What can happen: Though your “inappropriate” business or personal transactions will go through on a card not categorized for that type of use, you run the risk of your account being closed. Wells Fargo’s Dubois details how her bank handles this behavior: “We do not necessarily know whether or not our customers are using their personal credit card for business purposes. However, we do reserve the right to close down an account that is being used for business purposes.”
4. Illegal credit card purchases
Credit cards cannot be used to make illegal purchases. For example, Chase’s terms of service states that, “You cannot use your account for illegal purposes, such as internet gambling and writing checks against uncollected funds” (i.e. convenience checks that exceed funds available through your credit card account).
Furthermore, American Express, prohibits participating merchants from accepting payment for items such as illegal drugs, adult content, lottery ticket sales and more.
What can happen: Whether your card will be accepted for these types of transactions depends on if the purchase is flagged by the seller’s merchant category code. Card issuers will immediately decline purchases related to charges they don’t allow on their network.
See related: How to find a business’s merchant category code
5. Selling your card’s tradeline (aka pay for piggyback)
Selling a “seasoned” tradeline of credit used to be a common practice to help people with poor credit histories by adding them as an authorized user to a card with a stellar payment history.
Though not all creditors report authorized user status or activity, it’s a practice that some still use to improve their credit score, and there are even companies dedicated to matchmaking tradeline sellers to would-be buyers hoping to boost their score.
However, unless you are adding a spouse or other family member to your card, issuers frown against this practice. You cannot assign your rights for payment to someone else to use your card. For example, Discover’s cardholder agreement states, “You may not sell, assign or transfer your Account without first obtaining our prior written consent.”
What can happen: If you are caught violating your card terms, your account could be closed. According to Barry Paperno, a credit score expert and former columnist for CreditCards.com, “People who think a score achieved in this surreptitious way can lead to, say, an easy mortgage approval, will want to think again. Mortgage lenders rely on much more than a score. Good score or not, they will want to see how that score came about, i.e. accounts in your own name, any pending disputes, recent new account openings, etc.”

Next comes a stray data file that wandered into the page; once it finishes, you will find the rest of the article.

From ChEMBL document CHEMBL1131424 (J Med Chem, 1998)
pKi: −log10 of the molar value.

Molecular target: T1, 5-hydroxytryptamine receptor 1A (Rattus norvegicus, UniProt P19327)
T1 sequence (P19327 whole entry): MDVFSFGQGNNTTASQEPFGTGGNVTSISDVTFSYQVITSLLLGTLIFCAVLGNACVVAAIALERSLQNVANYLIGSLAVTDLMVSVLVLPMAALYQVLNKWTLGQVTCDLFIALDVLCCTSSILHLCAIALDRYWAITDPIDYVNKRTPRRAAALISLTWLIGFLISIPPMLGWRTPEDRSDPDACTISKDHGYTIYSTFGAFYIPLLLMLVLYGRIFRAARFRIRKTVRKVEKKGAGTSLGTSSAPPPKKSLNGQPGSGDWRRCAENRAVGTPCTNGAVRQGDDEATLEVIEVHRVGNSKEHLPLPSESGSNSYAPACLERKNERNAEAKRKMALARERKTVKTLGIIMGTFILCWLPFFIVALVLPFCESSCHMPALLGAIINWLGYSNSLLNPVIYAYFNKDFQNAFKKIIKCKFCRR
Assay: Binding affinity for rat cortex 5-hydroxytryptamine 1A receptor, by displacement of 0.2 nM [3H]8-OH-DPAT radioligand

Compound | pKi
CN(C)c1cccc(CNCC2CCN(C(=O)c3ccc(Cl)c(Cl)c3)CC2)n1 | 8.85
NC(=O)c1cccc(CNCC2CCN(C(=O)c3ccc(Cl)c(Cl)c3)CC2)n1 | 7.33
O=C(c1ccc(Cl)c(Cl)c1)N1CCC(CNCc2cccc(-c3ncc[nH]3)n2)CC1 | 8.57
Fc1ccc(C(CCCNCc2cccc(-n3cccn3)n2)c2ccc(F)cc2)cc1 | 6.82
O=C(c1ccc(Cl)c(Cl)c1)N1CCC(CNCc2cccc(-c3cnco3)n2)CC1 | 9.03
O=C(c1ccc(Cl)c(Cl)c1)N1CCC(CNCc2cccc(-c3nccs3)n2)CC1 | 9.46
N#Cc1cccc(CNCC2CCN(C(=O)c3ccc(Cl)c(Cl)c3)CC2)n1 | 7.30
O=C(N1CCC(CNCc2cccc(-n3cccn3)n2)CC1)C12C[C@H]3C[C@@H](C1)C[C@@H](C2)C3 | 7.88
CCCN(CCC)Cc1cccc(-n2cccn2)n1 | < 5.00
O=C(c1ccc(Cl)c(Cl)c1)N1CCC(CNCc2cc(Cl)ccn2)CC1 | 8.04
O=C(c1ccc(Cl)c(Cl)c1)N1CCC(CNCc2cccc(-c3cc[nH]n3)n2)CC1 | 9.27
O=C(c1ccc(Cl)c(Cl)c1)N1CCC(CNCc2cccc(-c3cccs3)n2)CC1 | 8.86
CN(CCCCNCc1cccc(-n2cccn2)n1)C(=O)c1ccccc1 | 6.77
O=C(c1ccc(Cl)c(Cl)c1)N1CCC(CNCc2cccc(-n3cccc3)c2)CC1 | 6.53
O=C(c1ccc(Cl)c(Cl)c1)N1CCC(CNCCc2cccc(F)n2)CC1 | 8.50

6. Committing chargeback fraud
Chargebacks occur when someone makes a purchase, then disputes it with their bank for reimbursement. Though there are “honest” cases, such as never receiving goods or receiving damaged goods or services that result in a chargeback, there are some credit card users who will use the credit card dispute process to avoid paying for goods or services received.
According to the Federal Trade Commission’s summary of the Fair Credit Billing Act, consumers do have the right to dispute inaccurate information on their credit card statement. The FTC website indicates they can also dispute, “charges for goods and services you didn’t accept or that weren’t delivered as agreed.” The problem is that there are some people who dispute charges for goods they did receive and that were delivered as agreed, but they simply don’t want to pay for them.
Credit card users should know issuers are changing the way they deal with chargebacks. For example, Visa is implementing a new system that will streamline the chargeback process to help merchants offset losses on fraudulent chargebacks. Consumers should expect there may be more scrutiny applied to their chargeback requests going forward.
If you do have a genuine dispute, the recommended approach is to first reach out to the merchant directly to see if you can resolve any issues. Merchants are often willing to resolve issues to avoid chargeback fees levied by a card issuer. This keeps their costs low and helps with their customer retention rate. If you are not successful in finding resolution, only then should you contact your issuer to file a dispute.
What can happen: The need to request a refund is one of the advantages of using plastic for your purchases, but always resorting to the dispute process is both costly for merchants and could have repercussions for you. Your card could be canceled for violating your card agreement or you could even be flagged as a credit risk for future purchases with certain vendors or payment processors.
If you’ve engaged in one or a number of any of these activities without being flagged or having your credit card account canceled, congratulations. However, now that you’re aware of what constitutes fraud or credit card terms of service violations, you’re now accountable for this newfound knowledge. So, use your credit cards responsibly.